Rethinking Cancer Newsletter #17
As our world swirls toward the vernal equinox (and not a moment too soon for those who have endured extreme winter weather north of the equator, not to mention, extreme weather everywhere!), a few heads up:
• Check out our reconfigured Resource Page. We’ve listed articles by topics which should make finding things much easier. Come back often, as we’re always adding new material.
In the meantime,
To Your Health!
New Lymph Node Study — Progress, Sort of…..
There’s been much hoopla in the press lately about a study which, according to the New York Times, turns standard medical practice of the last 100 years on its head! Researchers found that some women with early breast cancer (about 20% of all breast cancer patients) do not need a painful procedure that has long been routine: removal of cancerous lymph nodes from the armpit.
In our view, this is an advance from just routinely yanking out lymph nodes without regard for the severe and permanent side effects, but, sadly, the basic thinking about cancer and how to treat it has not fundamentally changed. READ MORE.
Posture Affects Health and More
by Lloyd Percival
Everybody knows, but doesn’t necessarily put the knowledge into practice, that good food, moderate exercise, adequate sleep, low stress, etc., are important to good health. Most of us, however, are unaware of the importance of skeletal alignment, otherwise known as good posture. READ MORE.
Where Have All the Honey Bees Gone?
A new documentary, Vanishing of the Bees, unravels the mystery of why billions of honey bees have been disappearing from hives across the United States. The film follows a group of U.S. beekeepers hit by Colony Collapse Disorder (CCD), which first struck in 2004 and made U.S. headlines three years later. Countless bees would suddenly vanish, leaving an empty hive but few bodies. While all the causes of this disaster are yet to be established, strong evidence suggests a link to Bayer’s insecticide imidacloprid. Watch the trailer and take action.
Halvah — A Veritable Calcium Cake!*
1 ½ cup hulled, preferably organically grown, sesame seeds
1. Put sesame seeds in a blender. Grind to as fine a powder as possible, stopping a few times to stir up from the bottom to make sure all seeds are ground.
2. Transfer ground seeds to a bowl. Mix in maple syrup or raw honey until well distributed throughout. Add enough distilled water (usually 4-6 tablespoons) to form a loaf.
3. Refrigerate a few hours to firm up before slicing. Keeps at least a week in the refrigerator; much longer frozen.
Variations: add to the mix raw carob or cacao powder or, for some crunch, chopped raw walnuts or pecans.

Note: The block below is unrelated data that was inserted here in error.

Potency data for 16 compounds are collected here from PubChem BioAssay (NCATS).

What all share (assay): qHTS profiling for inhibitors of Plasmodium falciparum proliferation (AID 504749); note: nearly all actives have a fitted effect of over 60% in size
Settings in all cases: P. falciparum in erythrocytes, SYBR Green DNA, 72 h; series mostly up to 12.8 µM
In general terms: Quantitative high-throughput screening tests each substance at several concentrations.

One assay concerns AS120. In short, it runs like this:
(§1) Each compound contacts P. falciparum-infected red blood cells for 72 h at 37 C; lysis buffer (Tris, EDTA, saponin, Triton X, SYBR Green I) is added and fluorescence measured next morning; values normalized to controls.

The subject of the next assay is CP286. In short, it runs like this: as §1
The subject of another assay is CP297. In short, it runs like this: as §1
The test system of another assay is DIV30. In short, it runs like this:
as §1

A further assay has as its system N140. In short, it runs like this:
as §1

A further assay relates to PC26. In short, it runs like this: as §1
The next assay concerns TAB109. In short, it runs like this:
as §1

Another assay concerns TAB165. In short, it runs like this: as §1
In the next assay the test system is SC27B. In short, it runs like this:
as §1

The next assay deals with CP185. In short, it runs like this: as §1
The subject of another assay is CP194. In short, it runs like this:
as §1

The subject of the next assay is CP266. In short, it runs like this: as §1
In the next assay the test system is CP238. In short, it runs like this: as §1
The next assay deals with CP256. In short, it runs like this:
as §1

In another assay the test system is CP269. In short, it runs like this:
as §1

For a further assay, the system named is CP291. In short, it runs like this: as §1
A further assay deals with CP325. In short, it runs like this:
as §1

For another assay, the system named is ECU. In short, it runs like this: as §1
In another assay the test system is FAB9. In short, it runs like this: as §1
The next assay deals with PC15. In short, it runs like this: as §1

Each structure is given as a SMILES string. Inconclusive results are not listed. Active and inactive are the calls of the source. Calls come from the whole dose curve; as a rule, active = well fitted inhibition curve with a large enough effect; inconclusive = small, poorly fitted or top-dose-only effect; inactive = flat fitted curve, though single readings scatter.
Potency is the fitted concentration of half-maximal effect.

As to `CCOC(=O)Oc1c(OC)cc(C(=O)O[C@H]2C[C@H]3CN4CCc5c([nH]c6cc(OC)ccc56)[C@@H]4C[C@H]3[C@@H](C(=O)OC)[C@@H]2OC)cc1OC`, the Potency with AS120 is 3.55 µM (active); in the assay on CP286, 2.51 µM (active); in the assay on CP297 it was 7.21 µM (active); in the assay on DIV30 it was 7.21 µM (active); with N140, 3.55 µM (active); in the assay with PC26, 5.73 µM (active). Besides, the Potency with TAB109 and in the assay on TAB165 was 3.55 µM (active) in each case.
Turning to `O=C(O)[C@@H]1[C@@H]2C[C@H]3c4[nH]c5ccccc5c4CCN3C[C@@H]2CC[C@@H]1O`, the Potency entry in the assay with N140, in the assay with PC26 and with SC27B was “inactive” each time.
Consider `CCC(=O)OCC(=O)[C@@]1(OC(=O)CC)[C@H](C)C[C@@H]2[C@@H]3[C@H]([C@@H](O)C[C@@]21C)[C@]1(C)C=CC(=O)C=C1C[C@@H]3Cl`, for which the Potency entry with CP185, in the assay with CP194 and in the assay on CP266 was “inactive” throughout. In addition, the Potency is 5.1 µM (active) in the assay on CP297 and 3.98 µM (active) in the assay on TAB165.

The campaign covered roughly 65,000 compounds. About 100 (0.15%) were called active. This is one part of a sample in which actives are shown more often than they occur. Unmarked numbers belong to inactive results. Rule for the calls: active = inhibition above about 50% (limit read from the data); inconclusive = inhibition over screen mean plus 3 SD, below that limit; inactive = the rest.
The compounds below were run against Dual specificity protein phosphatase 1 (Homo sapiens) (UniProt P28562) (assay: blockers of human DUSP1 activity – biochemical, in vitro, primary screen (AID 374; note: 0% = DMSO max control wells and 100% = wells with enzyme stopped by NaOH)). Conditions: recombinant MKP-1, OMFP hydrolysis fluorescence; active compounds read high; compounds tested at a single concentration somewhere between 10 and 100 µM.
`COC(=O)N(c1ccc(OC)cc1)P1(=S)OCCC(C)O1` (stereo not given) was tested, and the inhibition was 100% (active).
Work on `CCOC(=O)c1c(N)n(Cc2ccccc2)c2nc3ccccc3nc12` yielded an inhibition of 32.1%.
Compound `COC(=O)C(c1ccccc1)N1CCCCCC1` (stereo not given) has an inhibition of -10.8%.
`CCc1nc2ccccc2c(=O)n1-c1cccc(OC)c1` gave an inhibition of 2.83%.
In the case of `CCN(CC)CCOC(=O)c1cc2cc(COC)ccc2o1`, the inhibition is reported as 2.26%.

*Sesame seeds are a superior source of the macronutrient calcium, which is vital for so many body functions. This halvah recipe uses hulled sesame seeds because the taste is closer to the traditional Middle Eastern dish. Hulled seeds contain 110 mg. of calcium per 100 grams (about 3.5 oz.) dry weight, which is a considerable amount.
Unhulled sesame seeds, however, are far richer in calcium, upping the calcium content to 1160 mg. per 100 grams which is higher than in any other food! You may want to try making this recipe with the whole, unhulled seeds. It will take a bit more grinding in the blender and the taste is different than regular halvah, but you may like it and what a calcium punch!
Not a Trivial Question
Q. What is the origin of the phrase “open sesame”?
A. Sesame seeds are one of oldest known cultivated plants in history, going back at least 4,000 years to the Indian subcontinent, Babylon and Assyria. The ancients were intrigued by a certain magical quality: when ripe, the sesame pods burst open at the slightest touch! Scheherazade, the legendary Persian queen and storyteller, is credited with the first use of the phrase when she provided Ali Baba with the magic words, “Open Sesame!” to instantly open the cave, a robber’s den, in her exciting tale, “Ali Baba and the Forty Thieves.” The phrase caught on, becoming part of our modern vernacular. Examples abound:
* Open Sesame, a 1960 album by Freddie Hubbard
As well as:
“Open Sesame” reminds us that anything is possible! Long live sesame seeds and our childlike fascination with magic and Nature — ties that binds us to the past and to all humankind! And that’s not trivial!
|Foundation for the Advancement of Cancer Therapy
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